Saturday, January 16, 2016

Sewing Guild References

Sewing class, c. 1830s, from The Workwoman's Guide.
Artist's rendering of the proceedings.
(Or the frontispiece to the Workwoman's Guide.)

Here are links to some of the titles and fabric stores that came up during the Fort Nisqually Sewing Guild meeting on January 16.

Books
The Dressmaker's Guide by Elizabeth Stewart Clark (for sale here) is the book that was being passed around and constantly referenced.  The sewing support forum is found at http://thesewingacademy.org/. [Added: In the February meeting we discussed buttonholes.  Liz also has a tutorial on those here.]

Nancy and Tracy also had a lovely presentation of workbaskets and sewing tools.  Virginia Mescher's article "The Case of the Lost Thimble" has additional information on this topic, including pictures of period tools and notions.  The sewing accessory book that was mentioned is Anna Worden Bauersmith's Fanciful Utility.

The Workwoman's Guide (1838) is the period book that was brought up several times.  A reprinted edition is for sale in the Fort's gift shop or your preferred book retailer; electronic versions are available free on Internet Archives and Google Books (the 1838 version has the pattern "plates" set into the text, while the 1840 version has them all at the end).

Some other period needlework books which I have found interesting include:

The Ladies' self instructor in millinery and mantua making, embroidery and appliqué, canvas-work, knitting, netting, and crochet-work (1853) includes all the aforementioned subjects and then some. Unfortunately for us, the author devotes most of her descriptions to what materials to use rather than giving details on how to execute the stitches.  Images primarily are of embroidery designs, as well as a few fancy stitches.

The Ladies' Work Table Book (1850) is another cornucopia of needlework techniques; I believe much of the plain sewing section was lifted verbatim from this book for the above.  Of the two, I find this one easier to navigate, somehow.

The Girl's Own Toymaker (1860) features period instructions for doll clothes.  The author of The Ladies' Work Table Book opines that sewing doll clothes is the best training for sewing human clothing.

The Sampler by Lady Elizabeth Finch (1855) is a guidebook for school sewing instruction; it walks through cutting and stitching various basic garments.  It's an interesting peek into sewing and pedagogical methods of the time.

Method for Teaching Plain Needlework in Schools (1861) has fewer garment instructions than The Sampler, but does provide illustrations of the different exercises and "plain sewing" samplers.  It also aimed at the public school teacher, and discusses how to arrange and a conduct a sewing class.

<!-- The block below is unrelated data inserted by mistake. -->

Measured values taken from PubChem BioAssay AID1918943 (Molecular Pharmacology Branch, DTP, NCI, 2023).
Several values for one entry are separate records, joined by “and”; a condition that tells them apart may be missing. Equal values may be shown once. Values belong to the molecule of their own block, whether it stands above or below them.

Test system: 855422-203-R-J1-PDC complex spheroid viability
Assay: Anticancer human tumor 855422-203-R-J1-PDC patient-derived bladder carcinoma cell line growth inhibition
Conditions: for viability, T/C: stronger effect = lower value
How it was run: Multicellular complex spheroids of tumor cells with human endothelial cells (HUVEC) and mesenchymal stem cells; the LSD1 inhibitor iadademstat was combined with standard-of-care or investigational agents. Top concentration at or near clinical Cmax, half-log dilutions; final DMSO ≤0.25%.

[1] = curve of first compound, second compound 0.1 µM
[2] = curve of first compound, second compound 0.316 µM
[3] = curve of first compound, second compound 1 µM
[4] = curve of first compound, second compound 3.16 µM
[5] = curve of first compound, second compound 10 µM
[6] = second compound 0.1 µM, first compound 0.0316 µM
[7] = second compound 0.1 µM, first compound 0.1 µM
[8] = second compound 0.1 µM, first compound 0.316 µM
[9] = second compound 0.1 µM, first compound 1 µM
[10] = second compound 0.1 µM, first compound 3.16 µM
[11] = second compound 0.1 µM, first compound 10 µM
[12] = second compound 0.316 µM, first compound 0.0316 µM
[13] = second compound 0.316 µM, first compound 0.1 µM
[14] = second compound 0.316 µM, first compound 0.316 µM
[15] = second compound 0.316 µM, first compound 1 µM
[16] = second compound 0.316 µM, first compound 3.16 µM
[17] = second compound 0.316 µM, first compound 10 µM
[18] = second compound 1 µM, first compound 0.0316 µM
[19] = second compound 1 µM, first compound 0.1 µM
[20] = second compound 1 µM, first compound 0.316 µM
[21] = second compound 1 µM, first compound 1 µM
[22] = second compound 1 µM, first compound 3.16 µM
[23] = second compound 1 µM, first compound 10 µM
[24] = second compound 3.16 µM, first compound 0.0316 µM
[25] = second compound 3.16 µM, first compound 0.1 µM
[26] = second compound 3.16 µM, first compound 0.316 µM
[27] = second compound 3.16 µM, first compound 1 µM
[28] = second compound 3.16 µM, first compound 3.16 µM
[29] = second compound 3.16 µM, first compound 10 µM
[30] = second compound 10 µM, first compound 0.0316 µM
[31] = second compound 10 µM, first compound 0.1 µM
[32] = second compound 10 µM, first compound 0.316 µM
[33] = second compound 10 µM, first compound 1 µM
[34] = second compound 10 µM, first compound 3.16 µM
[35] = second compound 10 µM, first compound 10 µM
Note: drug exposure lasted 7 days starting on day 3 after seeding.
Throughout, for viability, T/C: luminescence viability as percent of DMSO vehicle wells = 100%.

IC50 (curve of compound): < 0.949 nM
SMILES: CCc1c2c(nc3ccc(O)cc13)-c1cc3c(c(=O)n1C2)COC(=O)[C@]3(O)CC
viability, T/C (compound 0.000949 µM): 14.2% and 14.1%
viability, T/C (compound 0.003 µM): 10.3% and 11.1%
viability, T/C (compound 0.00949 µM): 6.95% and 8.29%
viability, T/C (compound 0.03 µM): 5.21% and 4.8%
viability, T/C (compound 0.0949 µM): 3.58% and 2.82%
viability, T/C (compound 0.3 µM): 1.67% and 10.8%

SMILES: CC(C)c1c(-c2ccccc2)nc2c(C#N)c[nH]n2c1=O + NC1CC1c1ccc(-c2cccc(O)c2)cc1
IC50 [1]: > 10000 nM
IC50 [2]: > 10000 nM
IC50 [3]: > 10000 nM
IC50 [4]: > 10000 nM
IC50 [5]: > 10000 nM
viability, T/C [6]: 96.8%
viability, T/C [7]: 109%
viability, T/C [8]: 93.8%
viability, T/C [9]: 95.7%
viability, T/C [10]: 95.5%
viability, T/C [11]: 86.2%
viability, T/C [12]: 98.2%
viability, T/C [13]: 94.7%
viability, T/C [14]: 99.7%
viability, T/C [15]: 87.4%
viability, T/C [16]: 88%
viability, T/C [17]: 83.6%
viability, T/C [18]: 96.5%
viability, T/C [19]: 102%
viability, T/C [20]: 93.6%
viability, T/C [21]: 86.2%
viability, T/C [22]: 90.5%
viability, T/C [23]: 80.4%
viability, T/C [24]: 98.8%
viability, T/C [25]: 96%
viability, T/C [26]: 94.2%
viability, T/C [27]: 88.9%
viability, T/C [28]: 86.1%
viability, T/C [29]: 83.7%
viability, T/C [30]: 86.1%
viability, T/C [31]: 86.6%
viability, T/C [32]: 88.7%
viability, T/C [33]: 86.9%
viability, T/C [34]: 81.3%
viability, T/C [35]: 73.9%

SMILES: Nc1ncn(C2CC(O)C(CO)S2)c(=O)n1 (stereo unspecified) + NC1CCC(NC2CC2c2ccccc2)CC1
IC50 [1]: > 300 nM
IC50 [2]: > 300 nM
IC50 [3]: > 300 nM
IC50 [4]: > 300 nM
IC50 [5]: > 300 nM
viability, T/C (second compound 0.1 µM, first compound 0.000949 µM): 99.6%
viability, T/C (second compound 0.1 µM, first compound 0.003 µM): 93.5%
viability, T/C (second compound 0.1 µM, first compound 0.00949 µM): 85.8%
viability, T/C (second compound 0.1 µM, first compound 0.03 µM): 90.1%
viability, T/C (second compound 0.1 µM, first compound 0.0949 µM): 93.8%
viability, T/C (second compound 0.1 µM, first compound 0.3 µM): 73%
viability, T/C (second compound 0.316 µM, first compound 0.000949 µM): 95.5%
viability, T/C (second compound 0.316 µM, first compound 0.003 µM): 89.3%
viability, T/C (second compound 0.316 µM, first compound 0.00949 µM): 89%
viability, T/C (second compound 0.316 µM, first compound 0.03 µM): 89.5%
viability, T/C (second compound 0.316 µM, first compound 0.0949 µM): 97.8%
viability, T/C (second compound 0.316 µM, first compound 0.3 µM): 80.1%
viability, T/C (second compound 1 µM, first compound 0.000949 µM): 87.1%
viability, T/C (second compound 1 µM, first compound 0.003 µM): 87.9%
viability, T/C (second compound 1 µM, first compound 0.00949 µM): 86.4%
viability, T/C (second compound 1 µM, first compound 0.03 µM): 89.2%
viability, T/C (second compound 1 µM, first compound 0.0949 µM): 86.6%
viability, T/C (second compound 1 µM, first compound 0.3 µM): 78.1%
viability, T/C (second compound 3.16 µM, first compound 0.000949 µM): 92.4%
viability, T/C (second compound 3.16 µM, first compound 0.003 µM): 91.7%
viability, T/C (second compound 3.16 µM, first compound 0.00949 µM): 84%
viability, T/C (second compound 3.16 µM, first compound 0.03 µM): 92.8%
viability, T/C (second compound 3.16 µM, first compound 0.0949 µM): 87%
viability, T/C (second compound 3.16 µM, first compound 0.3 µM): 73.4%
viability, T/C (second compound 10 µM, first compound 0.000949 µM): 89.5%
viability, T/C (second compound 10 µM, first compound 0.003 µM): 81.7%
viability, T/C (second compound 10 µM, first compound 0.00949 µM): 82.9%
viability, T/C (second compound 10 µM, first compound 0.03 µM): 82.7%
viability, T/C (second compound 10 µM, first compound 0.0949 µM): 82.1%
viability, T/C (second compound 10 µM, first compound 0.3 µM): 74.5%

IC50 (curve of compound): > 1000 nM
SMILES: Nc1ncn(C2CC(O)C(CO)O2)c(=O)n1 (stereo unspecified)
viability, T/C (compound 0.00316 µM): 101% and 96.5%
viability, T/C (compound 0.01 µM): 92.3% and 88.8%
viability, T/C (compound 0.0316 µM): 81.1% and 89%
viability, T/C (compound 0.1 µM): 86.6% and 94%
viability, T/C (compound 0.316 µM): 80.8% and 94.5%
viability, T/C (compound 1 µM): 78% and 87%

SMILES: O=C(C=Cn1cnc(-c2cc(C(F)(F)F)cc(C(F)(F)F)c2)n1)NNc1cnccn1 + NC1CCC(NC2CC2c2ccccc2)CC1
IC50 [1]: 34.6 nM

Miss Leslie's Lady's House Book (1850) covers many topics, including some very readable sewing advice and instructions for a few basic garments like shirts and chemises.

Fabric Sources
There are some "local" shops carry useful fabrics--I like Nancy's Sewing Basket in Seattle for silks and fine cottons; Portland's Fabric Depot has a nice selection of reproduction cotton prints; the Pendleton Outlet near Oregon City has lovely wools.  Here are some on-line retailers as well:

Reproduction Fabrics. The website is divided by era, which makes it easier to find good prints.  To be foolproof, call the store: they can direct you to good fabrics for your year and project.

Hancock's of Paducah. Also has a large selection of reproduction prints, but they are all mixed together (18th-20th century). Be sure to check the dates on the fabric before ordering (or compare it to original samples).  They also currently have the best price I've found on white pimatex cotton (a really good fabric for undergarments).

Originals by Kay carries garment-appropriate fabrics intended for historical reproductions, including gorgeous silks and hard-to-source items like cotton and silk net.  The proprietress is also a historic costumer and pattern-maker, so if you explain your project, she may be able to suggest fabrics for it.

Fabric.com carries white pima and occassionally has other fabrics suitable for period attire (I once found a fun sheer silk in the home dec department).

Fashion Fabrics Club has a variety of silk, wool, and fine cottons (some in period patterns, some not); their sales can be very good.

Dharma Trading Co caters to the dye market, and carries lots of beautiful materials like silk gauze and longstaple cottons.  Most of it is white, however.

Puresilks has gorgeous silk taffeta, which is an absolute dream to sew, and makes lovely evening gowns, fashionable day-wear, and accessories.  Satin, and brocade silks can also be period appropriate, though harder to work with, in my opinion. Do not buy silk dupioni for period use.

Wm Booth, Draper caters to the Revolutionary war crowd, but some of the fabrics can be used for mid-19th century as well.  Silks, wool, linen, and cottons--including that cotton velvet in my basque.

Lacis carries finer grades of cotton and silk fabric, as well as coutil for corsets.  Incidentally, this a good place to look for esoteric fiber craft supplies.

No comments:

Post a Comment

Thanks for commenting!